Please, forgive me if I sound cynical, but we've kind of been there, done that with Grigson and the o-line for the last two years. Samson Satele and Mike McGlynn were duds from the free agency crop of 2012, and both Hugh Thornton and Khaled Holmes struggled mightily as rookies last season despite being 3rd and 4th round picks, respectively, taken in the 2013 NFL Draft.
Grigson has invested significant money and draft picks in the Colts' offensive line. At some point soon, these investments must pay off or Ryan Grigson should probably be shown the door. Applying more precious cap space to the line in 2014 isn't going to solve all the other problems affecting the roster. This is why I'm not going to spend much time in this series on free agent linemen. The Colts cannot afford another Gosder Cherilus, a good player who is massively overpaid for the position he plays: Right tackle.
However, if the Colts want to go after an interior line player, the guy I'd want is San Francisco 49ers center Jonathan Goodwin.
6'3, 318 lbs
If Colts head coach Chuck Pagano truly wants his team to become the kind of squad Jim Harbaugh's 49ers are, then why not sign Harbaugh's center? Goodwin has started all 16 games for San Francisco over the last three seasons since he signed there as a free agent in 2011. Since 2009, he has not missed a regular season game due to injury.
That's damn impressive.
Compare this to Samson Satele, who has missed 8 games out of 32 the last two seasons.
In addition, the offense the 49ers run is the same Stanford system that Colts offensive coordinator Pep Hamilton - who used to work for Jim Harbaugh in Palo Alto - wants to run in Indy. What better way to make a system work than to get a center who has significant experience running it at the NFL level?
Last season, Goodwin had a PFF ranking of +5.8, which is in the good/solid range. Satele's overall ranking was -12.9, which was one of the worst in the NFL for any center who had at least 750 snaps.
The other benefit is Goodwin's age: 35.
Typically, an older player like this is not desirable, but, in the case of the Colts, I think it's ideal. At some point, Khaled Holmes needs to become the starting center. That's why he was drafted. At least, that better be why he was drafted! A player like Goodwin can play for a year, teach Holmes the system and its techniques, and then ride off if he wishes.
Goodwin's age will also decrease his asking price. Back in 2012, a then-36-year-old Jeff Saturday signed a 2-year, $7.75 million deal with the Packers. That's about what Goodwin will ask for, and he's more than earned it.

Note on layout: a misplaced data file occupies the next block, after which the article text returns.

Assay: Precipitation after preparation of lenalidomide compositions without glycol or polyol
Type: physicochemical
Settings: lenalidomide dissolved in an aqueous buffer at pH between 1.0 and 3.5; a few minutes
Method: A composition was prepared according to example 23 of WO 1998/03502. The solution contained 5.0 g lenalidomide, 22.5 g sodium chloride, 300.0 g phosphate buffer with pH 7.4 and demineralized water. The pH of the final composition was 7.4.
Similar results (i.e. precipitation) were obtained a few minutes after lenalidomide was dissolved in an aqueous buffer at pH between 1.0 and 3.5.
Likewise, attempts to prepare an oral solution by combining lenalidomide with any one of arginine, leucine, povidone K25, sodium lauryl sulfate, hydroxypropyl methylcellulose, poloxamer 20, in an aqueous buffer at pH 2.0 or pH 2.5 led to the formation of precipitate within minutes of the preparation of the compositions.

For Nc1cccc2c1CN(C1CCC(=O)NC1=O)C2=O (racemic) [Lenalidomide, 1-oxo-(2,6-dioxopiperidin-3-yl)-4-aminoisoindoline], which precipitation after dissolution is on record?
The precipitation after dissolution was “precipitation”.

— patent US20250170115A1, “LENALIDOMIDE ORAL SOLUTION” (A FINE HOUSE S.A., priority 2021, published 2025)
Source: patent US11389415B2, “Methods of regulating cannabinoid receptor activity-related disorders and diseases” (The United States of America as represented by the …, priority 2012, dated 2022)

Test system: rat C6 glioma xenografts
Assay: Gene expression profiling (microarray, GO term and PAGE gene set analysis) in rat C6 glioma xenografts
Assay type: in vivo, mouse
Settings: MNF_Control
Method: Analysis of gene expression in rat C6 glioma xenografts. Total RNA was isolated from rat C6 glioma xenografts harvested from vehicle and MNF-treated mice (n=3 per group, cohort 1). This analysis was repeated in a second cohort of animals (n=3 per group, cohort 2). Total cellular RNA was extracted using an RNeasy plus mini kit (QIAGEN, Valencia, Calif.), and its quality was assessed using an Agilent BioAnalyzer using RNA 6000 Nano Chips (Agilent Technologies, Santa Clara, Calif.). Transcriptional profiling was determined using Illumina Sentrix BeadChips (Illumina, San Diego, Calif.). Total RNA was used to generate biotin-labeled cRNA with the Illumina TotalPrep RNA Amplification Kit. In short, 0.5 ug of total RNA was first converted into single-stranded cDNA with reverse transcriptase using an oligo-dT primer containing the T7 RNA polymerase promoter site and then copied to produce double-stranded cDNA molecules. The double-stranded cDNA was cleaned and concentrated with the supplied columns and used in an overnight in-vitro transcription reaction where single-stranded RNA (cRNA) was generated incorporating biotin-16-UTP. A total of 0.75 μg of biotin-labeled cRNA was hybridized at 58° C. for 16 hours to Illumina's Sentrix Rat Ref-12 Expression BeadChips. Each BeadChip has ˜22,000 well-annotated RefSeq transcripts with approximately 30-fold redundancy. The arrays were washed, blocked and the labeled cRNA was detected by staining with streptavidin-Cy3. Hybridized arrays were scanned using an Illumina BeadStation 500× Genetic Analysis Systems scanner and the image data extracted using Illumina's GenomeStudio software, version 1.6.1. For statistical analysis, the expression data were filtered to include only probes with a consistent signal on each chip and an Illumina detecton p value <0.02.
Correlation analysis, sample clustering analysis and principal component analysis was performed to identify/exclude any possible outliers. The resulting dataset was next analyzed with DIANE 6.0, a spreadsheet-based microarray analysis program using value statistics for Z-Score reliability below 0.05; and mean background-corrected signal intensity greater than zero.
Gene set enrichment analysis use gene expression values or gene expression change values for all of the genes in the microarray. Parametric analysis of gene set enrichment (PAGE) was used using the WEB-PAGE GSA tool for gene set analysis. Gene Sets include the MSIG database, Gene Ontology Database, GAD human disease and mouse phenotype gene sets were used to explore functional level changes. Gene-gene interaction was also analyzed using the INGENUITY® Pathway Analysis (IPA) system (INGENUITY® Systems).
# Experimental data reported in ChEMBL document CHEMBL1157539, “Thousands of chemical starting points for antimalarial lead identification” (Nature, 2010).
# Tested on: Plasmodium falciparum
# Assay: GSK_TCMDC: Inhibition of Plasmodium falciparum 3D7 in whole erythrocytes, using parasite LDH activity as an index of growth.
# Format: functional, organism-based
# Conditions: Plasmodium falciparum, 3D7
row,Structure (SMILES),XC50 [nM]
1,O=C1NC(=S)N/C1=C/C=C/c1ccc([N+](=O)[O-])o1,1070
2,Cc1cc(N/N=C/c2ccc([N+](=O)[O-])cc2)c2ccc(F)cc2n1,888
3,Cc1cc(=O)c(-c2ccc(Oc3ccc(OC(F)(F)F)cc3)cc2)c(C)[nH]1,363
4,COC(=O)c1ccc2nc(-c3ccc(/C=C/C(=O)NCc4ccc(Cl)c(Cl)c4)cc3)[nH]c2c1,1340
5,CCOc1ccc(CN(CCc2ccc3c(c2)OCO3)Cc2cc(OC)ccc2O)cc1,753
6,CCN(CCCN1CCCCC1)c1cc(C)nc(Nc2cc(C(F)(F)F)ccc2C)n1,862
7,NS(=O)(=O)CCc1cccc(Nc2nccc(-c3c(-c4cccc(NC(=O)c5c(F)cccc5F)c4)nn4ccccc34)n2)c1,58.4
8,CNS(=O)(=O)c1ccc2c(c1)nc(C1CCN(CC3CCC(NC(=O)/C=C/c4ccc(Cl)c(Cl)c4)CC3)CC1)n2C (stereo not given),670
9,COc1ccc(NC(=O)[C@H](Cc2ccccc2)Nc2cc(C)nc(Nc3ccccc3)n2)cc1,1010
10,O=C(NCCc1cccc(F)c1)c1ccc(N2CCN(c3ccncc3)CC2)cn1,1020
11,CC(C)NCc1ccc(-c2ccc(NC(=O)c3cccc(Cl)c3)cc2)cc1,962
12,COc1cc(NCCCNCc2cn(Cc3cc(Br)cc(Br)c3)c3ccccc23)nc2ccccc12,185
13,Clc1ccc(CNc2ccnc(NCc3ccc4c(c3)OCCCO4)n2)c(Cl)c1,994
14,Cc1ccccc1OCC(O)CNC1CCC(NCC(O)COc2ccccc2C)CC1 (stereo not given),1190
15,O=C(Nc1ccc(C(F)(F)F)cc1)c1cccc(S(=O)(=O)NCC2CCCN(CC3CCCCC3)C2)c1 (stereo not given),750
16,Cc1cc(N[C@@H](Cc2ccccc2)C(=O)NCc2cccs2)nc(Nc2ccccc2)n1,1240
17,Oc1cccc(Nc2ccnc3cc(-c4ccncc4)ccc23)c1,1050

Goodwin started all 16 games for the New Orleans Saints in 2009 and 2010. He won a ring in 2009 after his team defeated the Colts in Super Bowl XLIV. He also spent four seasons with the Jets, and was there in New York back when Pep Hamilton was an offensive assistant for them from 2003-2005.
The question really is will Goodwin want to keep playing after San Francisco's meltdown in the NFCCG last season? Does he want to play for another team? Is he willing to become a back-up at some point. Goodwin answered some of those questions for 49ers.com last month:
"Deep down, I'm still willing to," Goodwin said, who cited retirement as a possibility in a chat with reporters last month. "What creates uncertainty for me is being a 35-year-old free agent, which in this time of the NFL, can be tough.
"If I get any offers, I'll sit down with my wife and agent and go from there."
Again, I cannot stress this enough: The players Ryan Grigson invested heavily in last year (Cherilus, Holmes, Thornton, and Thomas) must deliver. If they don't, fire Grigson and get someone who knows how the hell to build an offensive line. Investing millions of dollars in high-priced guys like Browns center Alex Mack is not the way to go. The draft is where offensive line talent must be cultivated, and, since Grigson is a former NFL linemen himself, his knowledge of linemen was supposed to be one of the reasons why Jim Irsay gave the unproven Grigson the G.M. job in 2012.
If a guy like Holmes isn't ready, then sign a stop-gap like Goodwin who is cheap, productive, and as tough as a $2 steak. This way, the team can still protect quarterback Andrew Luck, buy time for a player like Holmes to get acclimated, and not break the bank.
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